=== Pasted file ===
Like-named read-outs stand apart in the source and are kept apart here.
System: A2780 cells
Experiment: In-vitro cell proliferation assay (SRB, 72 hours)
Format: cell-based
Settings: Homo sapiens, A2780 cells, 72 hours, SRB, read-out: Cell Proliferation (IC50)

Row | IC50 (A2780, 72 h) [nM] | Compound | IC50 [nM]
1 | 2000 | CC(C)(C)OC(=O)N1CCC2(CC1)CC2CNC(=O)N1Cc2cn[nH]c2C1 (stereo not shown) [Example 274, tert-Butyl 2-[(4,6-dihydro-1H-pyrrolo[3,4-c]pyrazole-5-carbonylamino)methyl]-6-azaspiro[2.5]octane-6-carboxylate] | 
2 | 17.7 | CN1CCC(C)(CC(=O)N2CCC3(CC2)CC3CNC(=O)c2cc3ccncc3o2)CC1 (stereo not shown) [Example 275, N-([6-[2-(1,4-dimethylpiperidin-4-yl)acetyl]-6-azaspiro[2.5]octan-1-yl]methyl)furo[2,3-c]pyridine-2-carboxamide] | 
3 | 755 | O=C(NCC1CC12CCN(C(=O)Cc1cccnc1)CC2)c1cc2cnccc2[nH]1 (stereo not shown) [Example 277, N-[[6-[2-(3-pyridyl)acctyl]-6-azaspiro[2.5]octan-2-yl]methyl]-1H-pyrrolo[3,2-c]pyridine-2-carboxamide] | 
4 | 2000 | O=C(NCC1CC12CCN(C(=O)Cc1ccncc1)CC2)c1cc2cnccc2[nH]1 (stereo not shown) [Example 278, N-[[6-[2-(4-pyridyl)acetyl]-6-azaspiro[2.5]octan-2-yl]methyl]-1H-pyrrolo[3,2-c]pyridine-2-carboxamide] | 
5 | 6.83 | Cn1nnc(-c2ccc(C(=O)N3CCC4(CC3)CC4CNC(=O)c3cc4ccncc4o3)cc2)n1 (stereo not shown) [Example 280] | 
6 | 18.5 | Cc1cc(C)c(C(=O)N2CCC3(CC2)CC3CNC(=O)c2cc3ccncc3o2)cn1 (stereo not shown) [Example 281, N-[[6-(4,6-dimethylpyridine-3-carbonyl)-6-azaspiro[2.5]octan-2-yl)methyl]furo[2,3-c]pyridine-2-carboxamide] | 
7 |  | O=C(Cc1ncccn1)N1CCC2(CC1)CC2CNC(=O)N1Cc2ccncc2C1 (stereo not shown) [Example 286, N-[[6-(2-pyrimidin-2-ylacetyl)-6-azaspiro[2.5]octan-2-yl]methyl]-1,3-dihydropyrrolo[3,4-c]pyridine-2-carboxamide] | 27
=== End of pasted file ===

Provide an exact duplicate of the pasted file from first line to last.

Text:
Like-named read-outs stand apart in the source and are kept apart here.
System: A2780 cells
Experiment: In-vitro cell proliferation assay (SRB, 72 hours)
Format: cell-based
Settings: Homo sapiens, A2780 cells, 72 hours, SRB, read-out: Cell Proliferation (IC50)

Row | IC50 (A2780, 72 h) [nM] | Compound | IC50 [nM]
1 | 2000 | CC(C)(C)OC(=O)N1CCC2(CC1)CC2CNC(=O)N1Cc2cn[nH]c2C1 (stereo not shown) [Example 274, tert-Butyl 2-[(4,6-dihydro-1H-pyrrolo[3,4-c]pyrazole-5-carbonylamino)methyl]-6-azaspiro[2.5]octane-6-carboxylate] | 
2 | 17.7 | CN1CCC(C)(CC(=O)N2CCC3(CC2)CC3CNC(=O)c2cc3ccncc3o2)CC1 (stereo not shown) [Example 275, N-([6-[2-(1,4-dimethylpiperidin-4-yl)acetyl]-6-azaspiro[2.5]octan-1-yl]methyl)furo[2,3-c]pyridine-2-carboxamide] | 
3 | 755 | O=C(NCC1CC12CCN(C(=O)Cc1cccnc1)CC2)c1cc2cnccc2[nH]1 (stereo not shown) [Example 277, N-[[6-[2-(3-pyridyl)acctyl]-6-azaspiro[2.5]octan-2-yl]methyl]-1H-pyrrolo[3,2-c]pyridine-2-carboxamide] | 
4 | 2000 | O=C(NCC1CC12CCN(C(=O)Cc1ccncc1)CC2)c1cc2cnccc2[nH]1 (stereo not shown) [Example 278, N-[[6-[2-(4-pyridyl)acetyl]-6-azaspiro[2.5]octan-2-yl]methyl]-1H-pyrrolo[3,2-c]pyridine-2-carboxamide] | 
5 | 6.83 | Cn1nnc(-c2ccc(C(=O)N3CCC4(CC3)CC4CNC(=O)c3cc4ccncc4o3)cc2)n1 (stereo not shown) [Example 280] | 
6 | 18.5 | Cc1cc(C)c(C(=O)N2CCC3(CC2)CC3CNC(=O)c2cc3ccncc3o2)cn1 (stereo not shown) [Example 281, N-[[6-(4,6-dimethylpyridine-3-carbonyl)-6-azaspiro[2.5]octan-2-yl)methyl]furo[2,3-c]pyridine-2-carboxamide] | 
7 |  | O=C(Cc1ncccn1)N1CCC2(CC1)CC2CNC(=O)N1Cc2ccncc2C1 (stereo not shown) [Example 286, N-[[6-(2-pyrimidin-2-ylacetyl)-6-azaspiro[2.5]octan-2-yl]methyl]-1,3-dihydropyrrolo[3,4-c]pyridine-2-carboxamide] | 27